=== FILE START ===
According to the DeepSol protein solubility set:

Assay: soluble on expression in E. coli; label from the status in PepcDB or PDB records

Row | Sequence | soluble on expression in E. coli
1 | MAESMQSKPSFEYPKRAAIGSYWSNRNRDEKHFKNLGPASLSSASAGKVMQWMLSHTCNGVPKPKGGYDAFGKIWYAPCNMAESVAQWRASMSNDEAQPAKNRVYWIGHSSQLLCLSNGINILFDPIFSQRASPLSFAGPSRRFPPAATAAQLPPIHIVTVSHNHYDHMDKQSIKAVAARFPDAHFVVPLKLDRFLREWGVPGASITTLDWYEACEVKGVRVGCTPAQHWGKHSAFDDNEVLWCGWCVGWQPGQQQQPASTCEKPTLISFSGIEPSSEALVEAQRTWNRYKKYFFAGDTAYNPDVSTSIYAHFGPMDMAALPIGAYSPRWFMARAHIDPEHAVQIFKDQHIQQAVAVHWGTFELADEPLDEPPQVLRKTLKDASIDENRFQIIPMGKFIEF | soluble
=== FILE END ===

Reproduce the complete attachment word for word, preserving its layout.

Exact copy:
According to the DeepSol protein solubility set:

Assay: soluble on expression in E. coli; label from the status in PepcDB or PDB records

Row | Sequence | soluble on expression in E. coli
1 | MAESMQSKPSFEYPKRAAIGSYWSNRNRDEKHFKNLGPASLSSASAGKVMQWMLSHTCNGVPKPKGGYDAFGKIWYAPCNMAESVAQWRASMSNDEAQPAKNRVYWIGHSSQLLCLSNGINILFDPIFSQRASPLSFAGPSRRFPPAATAAQLPPIHIVTVSHNHYDHMDKQSIKAVAARFPDAHFVVPLKLDRFLREWGVPGASITTLDWYEACEVKGVRVGCTPAQHWGKHSAFDDNEVLWCGWCVGWQPGQQQQPASTCEKPTLISFSGIEPSSEALVEAQRTWNRYKKYFFAGDTAYNPDVSTSIYAHFGPMDMAALPIGAYSPRWFMARAHIDPEHAVQIFKDQHIQQAVAVHWGTFELADEPLDEPPQVLRKTLKDASIDENRFQIIPMGKFIEF | soluble